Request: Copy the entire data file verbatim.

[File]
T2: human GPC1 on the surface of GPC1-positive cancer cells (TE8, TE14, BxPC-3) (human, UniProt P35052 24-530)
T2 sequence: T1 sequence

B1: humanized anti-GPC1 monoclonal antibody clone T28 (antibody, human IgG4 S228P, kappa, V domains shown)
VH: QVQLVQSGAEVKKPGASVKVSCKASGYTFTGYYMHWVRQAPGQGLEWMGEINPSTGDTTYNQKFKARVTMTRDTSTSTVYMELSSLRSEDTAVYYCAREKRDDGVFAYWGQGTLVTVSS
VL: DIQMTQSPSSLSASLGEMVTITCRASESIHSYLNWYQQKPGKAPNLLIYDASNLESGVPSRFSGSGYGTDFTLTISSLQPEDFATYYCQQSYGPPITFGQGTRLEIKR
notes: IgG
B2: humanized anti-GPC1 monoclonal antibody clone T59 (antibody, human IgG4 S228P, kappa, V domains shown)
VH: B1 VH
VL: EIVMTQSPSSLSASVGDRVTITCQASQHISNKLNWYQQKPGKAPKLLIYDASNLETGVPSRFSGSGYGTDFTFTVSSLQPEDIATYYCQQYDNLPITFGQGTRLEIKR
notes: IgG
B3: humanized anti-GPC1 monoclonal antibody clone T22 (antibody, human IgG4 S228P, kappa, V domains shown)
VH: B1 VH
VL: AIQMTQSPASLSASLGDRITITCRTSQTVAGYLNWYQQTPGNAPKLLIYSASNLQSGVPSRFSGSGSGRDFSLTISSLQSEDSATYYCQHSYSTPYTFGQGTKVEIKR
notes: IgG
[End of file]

T2: human GPC1 on the surface of GPC1-positive cancer cells (TE8, TE14, BxPC-3) (human, UniProt P35052 24-530)
T2 sequence: T1 sequence

B1: humanized anti-GPC1 monoclonal antibody clone T28 (antibody, human IgG4 S228P, kappa, V domains shown)
VH: QVQLVQSGAEVKKPGASVKVSCKASGYTFTGYYMHWVRQAPGQGLEWMGEINPSTGDTTYNQKFKARVTMTRDTSTSTVYMELSSLRSEDTAVYYCAREKRDDGVFAYWGQGTLVTVSS
VL: DIQMTQSPSSLSASLGEMVTITCRASESIHSYLNWYQQKPGKAPNLLIYDASNLESGVPSRFSGSGYGTDFTLTISSLQPEDFATYYCQQSYGPPITFGQGTRLEIKR
notes: IgG
B2: humanized anti-GPC1 monoclonal antibody clone T59 (antibody, human IgG4 S228P, kappa, V domains shown)
VH: B1 VH
VL: EIVMTQSPSSLSASVGDRVTITCQASQHISNKLNWYQQKPGKAPKLLIYDASNLETGVPSRFSGSGYGTDFTFTVSSLQPEDIATYYCQQYDNLPITFGQGTRLEIKR
notes: IgG
B3: humanized anti-GPC1 monoclonal antibody clone T22 (antibody, human IgG4 S228P, kappa, V domains shown)
VH: B1 VH
VL: AIQMTQSPASLSASLGDRITITCRTSQTVAGYLNWYQQTPGNAPKLLIYSASNLQSGVPSRFSGSGSGRDFSLTISSLQSEDSATYYCQHSYSTPYTFGQGTKVEIKR
notes: IgG